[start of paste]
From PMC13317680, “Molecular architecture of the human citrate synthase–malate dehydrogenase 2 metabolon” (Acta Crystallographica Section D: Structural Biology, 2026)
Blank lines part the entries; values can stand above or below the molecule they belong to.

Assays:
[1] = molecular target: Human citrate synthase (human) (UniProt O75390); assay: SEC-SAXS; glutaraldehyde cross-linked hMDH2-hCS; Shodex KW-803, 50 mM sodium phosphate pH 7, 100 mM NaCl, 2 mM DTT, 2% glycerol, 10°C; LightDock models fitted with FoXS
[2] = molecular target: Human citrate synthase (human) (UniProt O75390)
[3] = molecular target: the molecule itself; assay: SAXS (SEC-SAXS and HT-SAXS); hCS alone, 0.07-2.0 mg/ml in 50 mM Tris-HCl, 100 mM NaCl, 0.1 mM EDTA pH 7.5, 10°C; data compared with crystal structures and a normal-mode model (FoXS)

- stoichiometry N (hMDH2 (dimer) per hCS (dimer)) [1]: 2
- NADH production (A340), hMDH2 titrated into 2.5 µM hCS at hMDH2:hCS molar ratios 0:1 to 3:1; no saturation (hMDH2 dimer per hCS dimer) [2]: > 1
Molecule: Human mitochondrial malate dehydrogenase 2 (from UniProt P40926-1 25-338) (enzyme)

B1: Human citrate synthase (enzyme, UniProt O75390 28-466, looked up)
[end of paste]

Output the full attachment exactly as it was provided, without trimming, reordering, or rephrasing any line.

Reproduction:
From PMC13317680, “Molecular architecture of the human citrate synthase–malate dehydrogenase 2 metabolon” (Acta Crystallographica Section D: Structural Biology, 2026)
Blank lines part the entries; values can stand above or below the molecule they belong to.

Assays:
[1] = molecular target: Human citrate synthase (human) (UniProt O75390); assay: SEC-SAXS; glutaraldehyde cross-linked hMDH2-hCS; Shodex KW-803, 50 mM sodium phosphate pH 7, 100 mM NaCl, 2 mM DTT, 2% glycerol, 10°C; LightDock models fitted with FoXS
[2] = molecular target: Human citrate synthase (human) (UniProt O75390)
[3] = molecular target: the molecule itself; assay: SAXS (SEC-SAXS and HT-SAXS); hCS alone, 0.07-2.0 mg/ml in 50 mM Tris-HCl, 100 mM NaCl, 0.1 mM EDTA pH 7.5, 10°C; data compared with crystal structures and a normal-mode model (FoXS)

- stoichiometry N (hMDH2 (dimer) per hCS (dimer)) [1]: 2
- NADH production (A340), hMDH2 titrated into 2.5 µM hCS at hMDH2:hCS molar ratios 0:1 to 3:1; no saturation (hMDH2 dimer per hCS dimer) [2]: > 1
Molecule: Human mitochondrial malate dehydrogenase 2 (from UniProt P40926-1 25-338) (enzyme)

B1: Human citrate synthase (enzyme, UniProt O75390 28-466, looked up)